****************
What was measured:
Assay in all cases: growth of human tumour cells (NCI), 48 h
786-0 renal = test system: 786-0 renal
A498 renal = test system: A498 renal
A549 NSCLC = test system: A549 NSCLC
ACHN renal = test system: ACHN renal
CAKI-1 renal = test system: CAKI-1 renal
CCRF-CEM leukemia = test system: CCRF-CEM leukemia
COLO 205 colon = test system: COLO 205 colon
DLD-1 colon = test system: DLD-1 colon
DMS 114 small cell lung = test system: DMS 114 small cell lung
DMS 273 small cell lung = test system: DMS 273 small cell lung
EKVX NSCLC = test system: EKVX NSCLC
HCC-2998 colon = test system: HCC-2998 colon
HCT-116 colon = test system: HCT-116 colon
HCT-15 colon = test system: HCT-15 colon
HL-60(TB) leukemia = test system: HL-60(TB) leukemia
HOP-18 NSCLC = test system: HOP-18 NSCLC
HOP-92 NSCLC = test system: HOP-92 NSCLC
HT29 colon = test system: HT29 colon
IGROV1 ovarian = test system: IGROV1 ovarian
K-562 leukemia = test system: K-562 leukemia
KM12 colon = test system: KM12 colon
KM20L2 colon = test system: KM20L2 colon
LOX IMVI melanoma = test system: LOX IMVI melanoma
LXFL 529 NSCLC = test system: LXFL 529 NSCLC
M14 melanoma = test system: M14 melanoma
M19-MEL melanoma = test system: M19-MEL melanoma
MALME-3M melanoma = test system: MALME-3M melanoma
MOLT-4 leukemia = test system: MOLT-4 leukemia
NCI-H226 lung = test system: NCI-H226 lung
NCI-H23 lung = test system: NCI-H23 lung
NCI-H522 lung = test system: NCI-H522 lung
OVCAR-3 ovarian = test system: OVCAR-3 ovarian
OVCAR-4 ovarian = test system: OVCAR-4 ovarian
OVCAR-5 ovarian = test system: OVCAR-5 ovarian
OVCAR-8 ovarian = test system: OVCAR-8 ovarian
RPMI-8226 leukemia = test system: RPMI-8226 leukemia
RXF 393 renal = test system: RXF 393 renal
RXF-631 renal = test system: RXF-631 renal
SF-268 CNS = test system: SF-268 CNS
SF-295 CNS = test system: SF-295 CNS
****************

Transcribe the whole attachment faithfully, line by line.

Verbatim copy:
What was measured:
Assay in all cases: growth of human tumour cells (NCI), 48 h
786-0 renal = test system: 786-0 renal
A498 renal = test system: A498 renal
A549 NSCLC = test system: A549 NSCLC
ACHN renal = test system: ACHN renal
CAKI-1 renal = test system: CAKI-1 renal
CCRF-CEM leukemia = test system: CCRF-CEM leukemia
COLO 205 colon = test system: COLO 205 colon
DLD-1 colon = test system: DLD-1 colon
DMS 114 small cell lung = test system: DMS 114 small cell lung
DMS 273 small cell lung = test system: DMS 273 small cell lung
EKVX NSCLC = test system: EKVX NSCLC
HCC-2998 colon = test system: HCC-2998 colon
HCT-116 colon = test system: HCT-116 colon
HCT-15 colon = test system: HCT-15 colon
HL-60(TB) leukemia = test system: HL-60(TB) leukemia
HOP-18 NSCLC = test system: HOP-18 NSCLC
HOP-92 NSCLC = test system: HOP-92 NSCLC
HT29 colon = test system: HT29 colon
IGROV1 ovarian = test system: IGROV1 ovarian
K-562 leukemia = test system: K-562 leukemia
KM12 colon = test system: KM12 colon
KM20L2 colon = test system: KM20L2 colon
LOX IMVI melanoma = test system: LOX IMVI melanoma
LXFL 529 NSCLC = test system: LXFL 529 NSCLC
M14 melanoma = test system: M14 melanoma
M19-MEL melanoma = test system: M19-MEL melanoma
MALME-3M melanoma = test system: MALME-3M melanoma
MOLT-4 leukemia = test system: MOLT-4 leukemia
NCI-H226 lung = test system: NCI-H226 lung
NCI-H23 lung = test system: NCI-H23 lung
NCI-H522 lung = test system: NCI-H522 lung
OVCAR-3 ovarian = test system: OVCAR-3 ovarian
OVCAR-4 ovarian = test system: OVCAR-4 ovarian
OVCAR-5 ovarian = test system: OVCAR-5 ovarian
OVCAR-8 ovarian = test system: OVCAR-8 ovarian
RPMI-8226 leukemia = test system: RPMI-8226 leukemia
RXF 393 renal = test system: RXF 393 renal
RXF-631 renal = test system: RXF-631 renal
SF-268 CNS = test system: SF-268 CNS
SF-295 CNS = test system: SF-295 CNS